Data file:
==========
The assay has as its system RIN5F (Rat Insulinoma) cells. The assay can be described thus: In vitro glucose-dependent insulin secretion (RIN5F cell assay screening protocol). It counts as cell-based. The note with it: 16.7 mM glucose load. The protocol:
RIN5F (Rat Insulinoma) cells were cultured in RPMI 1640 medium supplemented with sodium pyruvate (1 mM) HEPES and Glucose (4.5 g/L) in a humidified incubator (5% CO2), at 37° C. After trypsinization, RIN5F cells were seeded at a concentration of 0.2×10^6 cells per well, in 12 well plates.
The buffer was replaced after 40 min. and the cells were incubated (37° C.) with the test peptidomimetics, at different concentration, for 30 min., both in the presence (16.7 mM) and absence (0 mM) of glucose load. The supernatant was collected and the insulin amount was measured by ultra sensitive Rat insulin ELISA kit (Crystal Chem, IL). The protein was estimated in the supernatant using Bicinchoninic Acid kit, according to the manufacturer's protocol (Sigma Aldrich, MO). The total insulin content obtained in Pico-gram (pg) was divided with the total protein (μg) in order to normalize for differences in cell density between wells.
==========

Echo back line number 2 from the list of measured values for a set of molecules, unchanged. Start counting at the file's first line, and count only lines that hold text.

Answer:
RIN5F (Rat Insulinoma) cells were cultured in RPMI 1640 medium supplemented with sodium pyruvate (1 mM) HEPES and Glucose (4.5 g/L) in a humidified incubator (5% CO2), at 37° C. After trypsinization, RIN5F cells were seeded at a concentration of 0.2×10^6 cells per well, in 12 well plates.